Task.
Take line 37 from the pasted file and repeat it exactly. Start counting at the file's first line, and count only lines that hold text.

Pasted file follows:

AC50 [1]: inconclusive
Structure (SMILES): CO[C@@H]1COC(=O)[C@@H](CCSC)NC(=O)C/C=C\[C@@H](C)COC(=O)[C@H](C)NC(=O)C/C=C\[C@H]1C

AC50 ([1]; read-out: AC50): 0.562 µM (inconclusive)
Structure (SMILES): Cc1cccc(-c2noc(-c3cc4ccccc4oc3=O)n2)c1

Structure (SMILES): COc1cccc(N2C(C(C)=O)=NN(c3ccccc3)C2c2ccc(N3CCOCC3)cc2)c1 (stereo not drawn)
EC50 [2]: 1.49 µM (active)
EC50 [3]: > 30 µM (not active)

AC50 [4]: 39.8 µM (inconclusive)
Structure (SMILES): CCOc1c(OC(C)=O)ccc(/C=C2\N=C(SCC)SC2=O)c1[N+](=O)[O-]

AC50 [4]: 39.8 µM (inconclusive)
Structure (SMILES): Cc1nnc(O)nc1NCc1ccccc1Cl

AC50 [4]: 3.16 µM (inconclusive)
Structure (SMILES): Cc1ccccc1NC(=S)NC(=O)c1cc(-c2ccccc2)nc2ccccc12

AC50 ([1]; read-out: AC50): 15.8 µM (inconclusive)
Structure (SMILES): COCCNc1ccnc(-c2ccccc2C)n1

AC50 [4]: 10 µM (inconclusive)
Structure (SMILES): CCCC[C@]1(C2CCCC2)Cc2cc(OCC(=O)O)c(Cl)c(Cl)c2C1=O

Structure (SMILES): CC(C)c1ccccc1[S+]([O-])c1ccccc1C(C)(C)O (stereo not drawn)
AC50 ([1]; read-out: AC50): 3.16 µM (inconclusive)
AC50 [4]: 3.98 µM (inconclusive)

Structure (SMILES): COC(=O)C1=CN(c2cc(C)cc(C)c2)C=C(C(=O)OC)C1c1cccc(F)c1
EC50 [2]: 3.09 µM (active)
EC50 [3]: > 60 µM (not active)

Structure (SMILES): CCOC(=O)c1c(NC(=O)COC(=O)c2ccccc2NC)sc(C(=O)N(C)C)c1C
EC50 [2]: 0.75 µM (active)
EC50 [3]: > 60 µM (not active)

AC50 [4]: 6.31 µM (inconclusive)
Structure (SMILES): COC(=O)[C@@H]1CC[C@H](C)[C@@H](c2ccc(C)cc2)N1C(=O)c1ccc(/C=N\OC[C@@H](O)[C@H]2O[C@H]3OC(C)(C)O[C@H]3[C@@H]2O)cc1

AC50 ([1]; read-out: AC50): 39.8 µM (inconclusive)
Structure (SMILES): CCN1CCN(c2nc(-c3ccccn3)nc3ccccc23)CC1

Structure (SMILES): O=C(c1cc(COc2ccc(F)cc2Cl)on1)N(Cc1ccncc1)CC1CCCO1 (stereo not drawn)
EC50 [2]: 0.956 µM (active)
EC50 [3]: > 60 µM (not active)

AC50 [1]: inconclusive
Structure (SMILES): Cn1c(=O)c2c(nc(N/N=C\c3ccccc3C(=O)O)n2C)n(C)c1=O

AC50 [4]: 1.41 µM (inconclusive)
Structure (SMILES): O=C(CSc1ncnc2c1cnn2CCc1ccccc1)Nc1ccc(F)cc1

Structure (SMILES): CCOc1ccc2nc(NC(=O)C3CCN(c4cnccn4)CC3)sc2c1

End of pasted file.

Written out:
Structure (SMILES): O=C(CSc1ncnc2c1cnn2CCc1ccccc1)Nc1ccc(F)cc1